Shepstone Management Company, Inc.
As Tom Wolf pushes forward on RGGI without legislative approval, his own DEP study shows it will steal money from your wallet and mine!
Marcellus Drilling News had a great piece yesterday on RGGI. Jim Willis excoriated the Governor and his hapless DEP Secretary for “the DEP and Wolf openly admit ‘We’re going to screw you, but then we’ll give you a little bit of money to make you feel better about losing your job and paying sky-high electric rates.’” You need to read the whole thing and if you don’t have a subscription get one now! What Jim addresses is a news release from DEP promoting thee Governor’s new carbon tax. It was maddening, to say the least, but what I noticed was a link at the bottom that eventually took me to a DEP study done six months ago that blows everything being said by Wolf and company to bits. It proves the RGGI carbon tax will not only steal money from the poor to subsidize the rich, but will reduce the disposable incomes of all Pennsylvanians.
This DEP study was designed by to ‘model’ the impact of the RGGI carbon tax on Pennsylvanians, showing how wonderful it would be by shoveling statistics against the wall and cherry-picking those that supported the concept. It was an epistle of pretense; pretense that the taxes would be spent responsibly and help, not hurt the Commonwealth’s economy. It used a classic approach to doing that, by constructing three scenarios and evaluating the impacts of each to make it appear only one is truly reasonable and planting a seed in thee minds of readers that this is the way things would go. They won’t, of course. Indeed, the news release already makes that clear.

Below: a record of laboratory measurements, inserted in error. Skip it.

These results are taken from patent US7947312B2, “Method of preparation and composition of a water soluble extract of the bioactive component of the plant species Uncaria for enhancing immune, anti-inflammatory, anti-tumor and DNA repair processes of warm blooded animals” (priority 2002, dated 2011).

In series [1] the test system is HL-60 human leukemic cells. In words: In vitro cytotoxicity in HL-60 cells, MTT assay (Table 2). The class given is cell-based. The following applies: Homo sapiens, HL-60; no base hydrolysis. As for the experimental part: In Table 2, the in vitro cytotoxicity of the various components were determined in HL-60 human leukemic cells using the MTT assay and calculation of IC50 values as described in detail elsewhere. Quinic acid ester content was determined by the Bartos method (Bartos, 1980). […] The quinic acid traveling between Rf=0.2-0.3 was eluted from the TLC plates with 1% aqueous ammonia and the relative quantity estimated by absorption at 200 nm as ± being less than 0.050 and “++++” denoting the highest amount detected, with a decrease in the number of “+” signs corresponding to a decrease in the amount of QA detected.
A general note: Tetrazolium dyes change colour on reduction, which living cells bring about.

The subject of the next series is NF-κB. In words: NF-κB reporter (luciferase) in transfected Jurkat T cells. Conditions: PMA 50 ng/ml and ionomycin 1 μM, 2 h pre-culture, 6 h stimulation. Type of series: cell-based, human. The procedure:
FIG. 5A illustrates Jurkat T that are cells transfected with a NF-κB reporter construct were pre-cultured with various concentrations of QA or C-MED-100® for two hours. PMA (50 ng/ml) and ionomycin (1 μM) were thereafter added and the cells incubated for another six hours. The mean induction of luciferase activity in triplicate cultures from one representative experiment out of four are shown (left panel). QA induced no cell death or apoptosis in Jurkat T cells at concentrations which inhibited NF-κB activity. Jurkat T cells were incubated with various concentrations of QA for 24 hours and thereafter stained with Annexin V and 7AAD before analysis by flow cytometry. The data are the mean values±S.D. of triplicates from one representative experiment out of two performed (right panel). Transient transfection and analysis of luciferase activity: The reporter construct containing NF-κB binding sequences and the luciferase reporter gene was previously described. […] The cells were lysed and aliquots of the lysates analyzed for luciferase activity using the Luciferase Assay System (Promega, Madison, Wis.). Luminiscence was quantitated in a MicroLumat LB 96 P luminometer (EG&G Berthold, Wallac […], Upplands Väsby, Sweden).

Wading through the morass of statistics in the DEP study reveals a few meaningful tables. The first is this one:
What do the terms mean? Here’s the simple breakdown:
- Energy Efficiency – investments in electric and fossil fuel energy efficiency
- Clean and Renewable Energy – investments in utility scale solar, wind, low-impact hydro, distributed solar, and biogas digesters
- Greenhouse Gas (GHG) Abatement – investments in electric vehicles and research and development for carbon capture, utilization, and storage (CCUS)
- Direct Bill Assistance – discounts on low-income household electric bills
- General Fund – payments used by the Pennsylvania general fund to reduce service payments on financed debt
As one can easily see, the Balanced Approach Scenario described in the DEP study involves no bill assistance to low-income households, such assistance being described innocuously as ‘discounts.’ Keep that in mind, but focus for the moment on the fact this scenario would represent huge ‘investments’ (read taxpayer subsidies) in uneconomical (and recently proven undependable) utility scale solar and wind, along with more ‘investments’ in electric vehicles for upscale virtue signalers. A big green tax and spend program intended to reward fat-cat green energy hedge-fund investors who now finance the political campaigns of trust-funders such as Wolf.